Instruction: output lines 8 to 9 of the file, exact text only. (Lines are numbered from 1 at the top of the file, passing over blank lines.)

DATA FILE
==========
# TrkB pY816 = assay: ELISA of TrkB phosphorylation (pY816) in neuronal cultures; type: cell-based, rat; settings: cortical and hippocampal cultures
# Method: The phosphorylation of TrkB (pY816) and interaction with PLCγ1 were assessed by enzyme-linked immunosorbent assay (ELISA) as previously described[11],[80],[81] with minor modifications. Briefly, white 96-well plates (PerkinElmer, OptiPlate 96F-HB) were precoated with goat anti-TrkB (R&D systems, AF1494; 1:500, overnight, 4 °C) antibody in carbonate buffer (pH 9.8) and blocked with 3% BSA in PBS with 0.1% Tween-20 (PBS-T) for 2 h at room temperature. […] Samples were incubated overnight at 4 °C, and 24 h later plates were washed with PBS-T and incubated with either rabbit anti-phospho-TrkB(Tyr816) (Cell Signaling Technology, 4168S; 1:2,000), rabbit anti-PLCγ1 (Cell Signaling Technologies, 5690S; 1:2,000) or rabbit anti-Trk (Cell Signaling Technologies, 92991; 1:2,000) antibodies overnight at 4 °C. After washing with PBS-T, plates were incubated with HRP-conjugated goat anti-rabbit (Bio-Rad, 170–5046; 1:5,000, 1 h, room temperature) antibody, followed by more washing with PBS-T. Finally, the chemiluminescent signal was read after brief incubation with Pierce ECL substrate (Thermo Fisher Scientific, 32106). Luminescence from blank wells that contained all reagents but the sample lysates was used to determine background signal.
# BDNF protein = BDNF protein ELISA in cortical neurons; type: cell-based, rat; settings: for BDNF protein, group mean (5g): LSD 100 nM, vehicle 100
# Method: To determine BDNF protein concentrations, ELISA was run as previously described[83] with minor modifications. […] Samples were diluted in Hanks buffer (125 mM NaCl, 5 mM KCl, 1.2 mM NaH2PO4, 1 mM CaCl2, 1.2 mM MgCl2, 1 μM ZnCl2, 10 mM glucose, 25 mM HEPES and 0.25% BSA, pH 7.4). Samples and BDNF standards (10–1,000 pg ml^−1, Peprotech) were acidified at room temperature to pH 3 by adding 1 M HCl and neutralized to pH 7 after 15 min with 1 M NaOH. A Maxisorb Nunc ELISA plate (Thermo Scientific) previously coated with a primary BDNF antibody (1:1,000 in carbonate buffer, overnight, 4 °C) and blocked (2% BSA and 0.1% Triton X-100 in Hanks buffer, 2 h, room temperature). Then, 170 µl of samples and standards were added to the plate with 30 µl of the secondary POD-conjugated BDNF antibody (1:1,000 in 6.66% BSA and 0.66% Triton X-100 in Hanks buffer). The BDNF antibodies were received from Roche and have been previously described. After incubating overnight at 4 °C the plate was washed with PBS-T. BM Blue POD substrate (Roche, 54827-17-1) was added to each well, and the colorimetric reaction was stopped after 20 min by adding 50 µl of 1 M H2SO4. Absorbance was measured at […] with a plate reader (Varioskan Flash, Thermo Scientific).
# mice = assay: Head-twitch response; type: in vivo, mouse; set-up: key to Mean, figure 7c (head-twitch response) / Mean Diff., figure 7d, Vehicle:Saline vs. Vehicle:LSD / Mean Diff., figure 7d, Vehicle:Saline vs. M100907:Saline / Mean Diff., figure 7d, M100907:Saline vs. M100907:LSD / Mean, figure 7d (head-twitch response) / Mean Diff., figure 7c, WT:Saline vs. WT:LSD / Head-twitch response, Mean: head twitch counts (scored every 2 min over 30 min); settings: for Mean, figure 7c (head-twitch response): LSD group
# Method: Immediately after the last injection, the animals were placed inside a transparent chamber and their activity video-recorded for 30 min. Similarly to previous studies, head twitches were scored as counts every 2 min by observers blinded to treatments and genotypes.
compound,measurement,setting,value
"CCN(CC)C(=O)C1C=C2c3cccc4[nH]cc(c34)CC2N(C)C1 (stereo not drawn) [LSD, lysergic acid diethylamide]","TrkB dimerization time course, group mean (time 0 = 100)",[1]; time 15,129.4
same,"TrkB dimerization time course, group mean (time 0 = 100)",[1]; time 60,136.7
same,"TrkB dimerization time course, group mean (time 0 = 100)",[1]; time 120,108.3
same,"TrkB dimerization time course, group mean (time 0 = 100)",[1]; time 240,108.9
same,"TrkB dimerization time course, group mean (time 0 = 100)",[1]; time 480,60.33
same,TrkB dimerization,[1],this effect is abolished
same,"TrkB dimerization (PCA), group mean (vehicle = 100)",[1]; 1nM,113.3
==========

"CCN(CC)C(=O)C1C=C2c3cccc4[nH]cc(c34)CC2N(C)C1 (stereo not drawn) [LSD, lysergic acid diethylamide]","TrkB dimerization time course, group mean (time 0 = 100)",[1]; time 15,129.4
same,"TrkB dimerization time course, group mean (time 0 = 100)",[1]; time 60,136.7